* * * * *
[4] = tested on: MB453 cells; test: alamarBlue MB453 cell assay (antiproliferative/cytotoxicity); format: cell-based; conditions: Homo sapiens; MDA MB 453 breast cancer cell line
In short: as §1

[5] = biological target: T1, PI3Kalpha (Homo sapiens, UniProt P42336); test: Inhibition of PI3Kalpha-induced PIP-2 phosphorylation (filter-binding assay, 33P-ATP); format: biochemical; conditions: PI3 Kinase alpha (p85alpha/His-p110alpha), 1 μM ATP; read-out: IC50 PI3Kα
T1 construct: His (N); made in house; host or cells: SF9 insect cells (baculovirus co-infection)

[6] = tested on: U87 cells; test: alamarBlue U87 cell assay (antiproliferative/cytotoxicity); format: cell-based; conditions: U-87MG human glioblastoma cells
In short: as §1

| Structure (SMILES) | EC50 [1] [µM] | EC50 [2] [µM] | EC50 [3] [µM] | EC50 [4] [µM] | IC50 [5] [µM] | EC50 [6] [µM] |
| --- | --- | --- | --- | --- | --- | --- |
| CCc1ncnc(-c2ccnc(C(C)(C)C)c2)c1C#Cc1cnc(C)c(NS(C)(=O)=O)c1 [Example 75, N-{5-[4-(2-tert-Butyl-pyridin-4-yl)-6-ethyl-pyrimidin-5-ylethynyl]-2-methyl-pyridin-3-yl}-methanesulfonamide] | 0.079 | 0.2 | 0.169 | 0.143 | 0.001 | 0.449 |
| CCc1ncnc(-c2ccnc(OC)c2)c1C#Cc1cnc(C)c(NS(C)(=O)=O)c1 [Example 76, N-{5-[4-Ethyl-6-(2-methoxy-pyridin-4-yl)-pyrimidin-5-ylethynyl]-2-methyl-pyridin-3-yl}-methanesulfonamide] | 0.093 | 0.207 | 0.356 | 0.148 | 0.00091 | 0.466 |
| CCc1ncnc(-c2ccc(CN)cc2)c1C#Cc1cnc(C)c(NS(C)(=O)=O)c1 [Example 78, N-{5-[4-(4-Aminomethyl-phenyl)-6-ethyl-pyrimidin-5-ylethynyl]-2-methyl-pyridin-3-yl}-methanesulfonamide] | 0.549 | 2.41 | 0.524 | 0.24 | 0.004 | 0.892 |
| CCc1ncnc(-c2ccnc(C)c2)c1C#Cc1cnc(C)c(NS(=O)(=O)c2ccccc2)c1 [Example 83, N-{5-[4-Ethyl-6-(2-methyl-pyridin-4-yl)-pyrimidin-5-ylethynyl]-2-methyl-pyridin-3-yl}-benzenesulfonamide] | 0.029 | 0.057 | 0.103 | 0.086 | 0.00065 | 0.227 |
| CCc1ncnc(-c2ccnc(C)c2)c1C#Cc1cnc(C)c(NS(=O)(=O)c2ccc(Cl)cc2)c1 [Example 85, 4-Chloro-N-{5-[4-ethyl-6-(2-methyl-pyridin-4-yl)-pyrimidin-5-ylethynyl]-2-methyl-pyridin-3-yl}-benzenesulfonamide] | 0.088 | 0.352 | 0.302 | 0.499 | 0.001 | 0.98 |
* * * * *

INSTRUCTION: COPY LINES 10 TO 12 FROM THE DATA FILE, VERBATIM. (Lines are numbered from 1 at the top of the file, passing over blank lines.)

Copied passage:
| CCc1ncnc(-c2ccnc(OC)c2)c1C#Cc1cnc(C)c(NS(C)(=O)=O)c1 [Example 76, N-{5-[4-Ethyl-6-(2-methoxy-pyridin-4-yl)-pyrimidin-5-ylethynyl]-2-methyl-pyridin-3-yl}-methanesulfonamide] | 0.093 | 0.207 | 0.356 | 0.148 | 0.00091 | 0.466 |
| CCc1ncnc(-c2ccc(CN)cc2)c1C#Cc1cnc(C)c(NS(C)(=O)=O)c1 [Example 78, N-{5-[4-(4-Aminomethyl-phenyl)-6-ethyl-pyrimidin-5-ylethynyl]-2-methyl-pyridin-3-yl}-methanesulfonamide] | 0.549 | 2.41 | 0.524 | 0.24 | 0.004 | 0.892 |
| CCc1ncnc(-c2ccnc(C)c2)c1C#Cc1cnc(C)c(NS(=O)(=O)c2ccccc2)c1 [Example 83, N-{5-[4-Ethyl-6-(2-methyl-pyridin-4-yl)-pyrimidin-5-ylethynyl]-2-methyl-pyridin-3-yl}-benzenesulfonamide] | 0.029 | 0.057 | 0.103 | 0.086 | 0.00065 | 0.227 |